A similar scheme was employed when Transformers 3 was bundled with Yang Shanzhou, a very small film with little box-office potential, making the latter into a strange film with eye-popping revenue (79 million yuan) but disproportionately fewer people who actually bothered to see it. There were sporadic online complaints about the practice even though consumers did not pay more for the package deal.

The State Administration of Press, Publication, Radio, Film and Television, the regulating agency, announced measures in late January to curb under-reporting and cheating on box-office revenues. A special fund is set up to subsidize the upgrading of computer software at point of sale. The current system was installed in 2005 and "cannot keep up with the new situation", in the words of Jiang Tao, director of the fund. "The new system will fix loopholes and shorten the reporting window to only 10 minutes after a sale is made instead of waiting till next noon, which is the current reporting lapse in time, which leaves room for manipulation. The national platform will be ready by May and the cinema side will complete their upgrading by October."

Apart from putting a stamp of authorization on all sales systems, SAPPRFT insists that all film tickets carry correct prices and movie admission. But conspicuously absent are concrete penalties for violations. The software upgrade will certainly be a great help, admit distributors and exhibitors, but it may not be enough.

"The cost of violation is still too low. If you're caught under-reporting 10 tickets, all you need to do is make up for the shortfall," says Huang Ziyan, vice-president of Le Vision Pictures in charge of sales.

Cao Yong, a manager with the Huaxing UME cinema chain, suggests that violators should have their business license revoked. "Cinemas invest tens of millions of yuan and, with punishment of this severity, it would not make sense for them to steal 80,000 or 100,000 yuan from the box office."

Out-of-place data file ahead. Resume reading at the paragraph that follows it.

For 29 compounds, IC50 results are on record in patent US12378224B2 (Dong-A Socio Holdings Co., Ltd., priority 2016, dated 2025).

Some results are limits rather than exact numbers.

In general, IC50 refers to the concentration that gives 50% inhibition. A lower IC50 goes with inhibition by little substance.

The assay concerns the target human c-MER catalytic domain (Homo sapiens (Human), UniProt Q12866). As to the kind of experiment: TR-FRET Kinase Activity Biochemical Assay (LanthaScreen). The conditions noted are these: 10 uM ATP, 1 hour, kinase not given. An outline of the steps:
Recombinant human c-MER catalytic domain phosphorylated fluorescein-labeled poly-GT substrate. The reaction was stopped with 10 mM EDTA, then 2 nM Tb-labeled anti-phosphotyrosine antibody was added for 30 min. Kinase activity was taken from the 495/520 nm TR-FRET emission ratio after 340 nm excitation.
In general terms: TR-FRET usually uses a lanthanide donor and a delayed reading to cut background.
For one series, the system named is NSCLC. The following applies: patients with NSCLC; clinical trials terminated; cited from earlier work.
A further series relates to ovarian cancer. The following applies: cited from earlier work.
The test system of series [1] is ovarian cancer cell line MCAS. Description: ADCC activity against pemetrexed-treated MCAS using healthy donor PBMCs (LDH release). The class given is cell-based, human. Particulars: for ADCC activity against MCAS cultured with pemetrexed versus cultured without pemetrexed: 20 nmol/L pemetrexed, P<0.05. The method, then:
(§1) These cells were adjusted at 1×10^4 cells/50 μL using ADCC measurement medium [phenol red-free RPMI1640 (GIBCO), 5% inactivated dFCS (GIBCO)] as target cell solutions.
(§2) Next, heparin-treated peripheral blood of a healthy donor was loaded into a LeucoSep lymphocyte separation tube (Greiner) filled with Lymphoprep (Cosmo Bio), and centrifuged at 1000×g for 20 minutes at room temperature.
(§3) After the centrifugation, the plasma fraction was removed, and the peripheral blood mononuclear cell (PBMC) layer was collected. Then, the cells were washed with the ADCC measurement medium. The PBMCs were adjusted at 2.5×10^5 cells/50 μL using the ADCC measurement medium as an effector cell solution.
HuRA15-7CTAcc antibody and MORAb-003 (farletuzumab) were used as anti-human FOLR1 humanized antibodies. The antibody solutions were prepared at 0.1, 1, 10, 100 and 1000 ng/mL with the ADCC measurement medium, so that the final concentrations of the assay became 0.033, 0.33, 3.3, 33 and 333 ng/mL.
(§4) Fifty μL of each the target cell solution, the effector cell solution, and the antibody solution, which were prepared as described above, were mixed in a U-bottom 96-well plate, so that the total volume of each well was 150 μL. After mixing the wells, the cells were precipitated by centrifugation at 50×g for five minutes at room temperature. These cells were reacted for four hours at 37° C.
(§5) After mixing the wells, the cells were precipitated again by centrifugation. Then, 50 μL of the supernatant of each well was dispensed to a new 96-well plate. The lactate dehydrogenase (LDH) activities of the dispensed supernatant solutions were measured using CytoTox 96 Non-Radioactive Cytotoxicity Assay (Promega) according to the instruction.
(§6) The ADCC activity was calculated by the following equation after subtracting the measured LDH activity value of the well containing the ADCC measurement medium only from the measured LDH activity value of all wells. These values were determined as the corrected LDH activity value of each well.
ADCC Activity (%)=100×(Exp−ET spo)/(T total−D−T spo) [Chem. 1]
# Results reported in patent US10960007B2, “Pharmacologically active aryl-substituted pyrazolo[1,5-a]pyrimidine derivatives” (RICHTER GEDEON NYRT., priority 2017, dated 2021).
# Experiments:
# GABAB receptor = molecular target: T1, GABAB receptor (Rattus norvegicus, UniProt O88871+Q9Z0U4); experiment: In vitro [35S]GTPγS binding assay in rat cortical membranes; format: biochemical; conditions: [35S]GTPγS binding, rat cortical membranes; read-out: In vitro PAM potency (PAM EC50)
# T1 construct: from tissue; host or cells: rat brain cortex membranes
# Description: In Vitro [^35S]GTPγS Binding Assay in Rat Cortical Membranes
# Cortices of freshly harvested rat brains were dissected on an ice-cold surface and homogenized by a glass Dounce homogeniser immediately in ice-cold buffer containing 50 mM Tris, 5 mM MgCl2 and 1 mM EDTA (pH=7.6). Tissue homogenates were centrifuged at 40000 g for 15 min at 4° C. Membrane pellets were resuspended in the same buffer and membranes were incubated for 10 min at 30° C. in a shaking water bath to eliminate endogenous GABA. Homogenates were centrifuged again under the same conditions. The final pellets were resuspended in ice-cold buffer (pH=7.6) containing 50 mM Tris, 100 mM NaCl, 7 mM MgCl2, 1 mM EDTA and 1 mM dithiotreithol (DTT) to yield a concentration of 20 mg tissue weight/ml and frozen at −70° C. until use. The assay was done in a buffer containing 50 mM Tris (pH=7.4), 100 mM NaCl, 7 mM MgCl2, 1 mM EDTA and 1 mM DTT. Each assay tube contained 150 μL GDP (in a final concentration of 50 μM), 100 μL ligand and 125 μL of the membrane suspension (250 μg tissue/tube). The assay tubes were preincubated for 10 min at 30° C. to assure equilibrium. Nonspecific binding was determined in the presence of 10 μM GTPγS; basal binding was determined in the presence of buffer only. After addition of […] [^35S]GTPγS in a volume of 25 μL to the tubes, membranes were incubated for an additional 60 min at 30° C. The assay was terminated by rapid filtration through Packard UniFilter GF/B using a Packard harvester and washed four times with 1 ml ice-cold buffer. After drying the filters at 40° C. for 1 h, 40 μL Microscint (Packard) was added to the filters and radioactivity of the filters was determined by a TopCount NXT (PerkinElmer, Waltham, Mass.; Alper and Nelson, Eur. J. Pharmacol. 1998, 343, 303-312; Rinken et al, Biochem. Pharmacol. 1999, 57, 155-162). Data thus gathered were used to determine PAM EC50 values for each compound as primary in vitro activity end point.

Other ideas have been floated such as the use of an infra-red camera that automatically scans a movie theater for attendance. The technology has been available for eight or nine years and it claims to have 95 percent accuracy. But it has never been put into use.

Filmmakers are reluctant to stand firm when they become victims because they do not want to offend the exhibition branch of the business chain - the branch that deals directly with end users. Some say they are no longer sad at the irregularity, but have come to the stage of despair.

This time it's for real, and "we'll cleanse the industry of this illegal and irregular behavior", says Zhang Hongsen, director of SAPPRFT's Film Bureau.(ChinaDaily)

相关内容

王长田的气愤是有理由的。在刚刚结束的春节档期,他的微博上收到许多观众留言,并附上电影《爸爸去哪儿》的电影票照片。这部电影是光线传媒公司发行的热门影片。有的电影票上没有电影的名字,而一些电影票上标出的价格要低于观众实际购票的价格。这些都说明上报的电影收入并不真实。

几年以前,就有观众将可疑的电影票上传到网上,那时候就出现了“偷票房”的恶劣行为。电脑打出的电影票上往往标记为A电影,但后来被涂改成B。有人指责A电影出品人和发行人,而幕后的操作者更有可能是影院方面的人员。原因很简单。相比B电影而言,放映方从A影片中得到的收入更多。

但这只是冰山一角。业内人士透露,在中国电影院尚未安装电脑系统,社交网站还没有让所有人都成为此类商业骗行的潜在报道者之前,这类事件要更加严重。事实上,部分电影投资者甚至根本不知道,其他人在分享他们的收入。电影监管机构、国家新闻出版广电总局电影局副局长毛羽说,"计划经济时代就出现了这种现象"。

但是,这已经从零散的现象,变成了规模巨大的骗局。违反规定的人甚至不会给团购观众发放电影票,在整场放映中基本不上报一分钱的收入。只有团购代表会与电影院直接打交道,所以如果他没有提出特殊要求,为每一位成员打印电影票,在电影院上报给发行方的收入报告中,是不会显示团购情况的。

在会费方面也会耍手腕,因为会费是提前收取的。会员的电影票上只显示在几号放映厅,放映方可以将电影票任意对应到别的影片上,或者根本不记录会员看过电影,这样他们就可以私吞所有的收入。

一些影院投资了单独的零售电脑系统,可以让购票者买到正确的电影票,同时不会让中央系统中显示任何数据。而另外一组可信的购买数据会被输入正确的系统中,但显示的上座率较低。

我了解到的发行商和放映方都认为如今的欺骗行为较从前,就是十几年前,收敛了很多;现在只有三、四线城市会出现这样的行为。中国最大的电影制作和发行公司中国电影集团同数家大型私人公司共同组建并领导了一个协会,雇佣1000人监督全国的影院。另一家国有电影公司华夏电影公司也拥有一支八百人的队伍。

但是,即使是这些精明的监督者也有力所不及的情况。例如,影院出售一张80元的电影票(热映电影的正常票价),同时赠送免费的爆米花。这时候,爆米花可能占去票价中的60元,而电影票只能占票价中的20元。电影院声称,双方商议的影片最低价格就是20元,因此影院没有违反任何规定。

《变形金刚3》同票房潜力很小的小制作电影《杨善洲》捆绑,让后者取得了令人震惊的票房收入(7900万元),但是这一数字同极少量的观影人数并不相符。这是一种类似的手段。虽然消费者不会为这样的捆绑交易多付钱,但网上还是有一些对这类行为的投诉。

作为监管机构,国家新闻出版广电总局一月底公布了治理虚报、谎报票房收入的办法。成立专门基金,补贴销售点电脑软件的升级。国家电影专资办主任姜涛表示,安装于2005年的现行系统“跟不上新情况”。

“新系统会修补漏洞,销售结束十分钟以后即结束上报窗口,而不再等到第二天中午”,延缓上报时间,会为弄虚作假留下空间。五月即将建成国家级平台,影院方面将于十月完成升级。

除了对所有销售系统进行管理,国家新闻出版广电总局坚持要求所有电影票显示正确的价格和入场费。但没有对违反规定的具体处罚措施。发行方和放映方承认,软件更新一定会提供很大帮助,但帮助可能不够。

“违反规定的代价还是太低了。如果被发现虚报了10次票价,只需要补上缺口即可,”乐视影业市场副总裁黄紫燕说。

华星UME影城的经理曹勇建议吊销违反规定的单位的营业执照。“电影院的投资上千万,这样严厉的惩罚,会让他们觉得为了8万、10万的票房受这样的惩罚划不来。”

还有人想到其他办法,如运用可以自动扫描影院放映厅上座率的红外摄像机。未来8到9年,将可以利用这项技术,据称这项技术的准确率为95%。但现在这项技术尚未得到使用。

电影制作方在受到损失时,不愿意太过严厉,因为他们不想得罪放映方,原因在于在商业链上放映方所处的环节直接接触终端用户。一些人说不再为这样的不规矩行为感到难过,而是开始失望。

这一次真的要采取行动,“我们要肃清行业中的这类非法,违规行为”,国家新闻出版广电总局电影局局长张宏森说。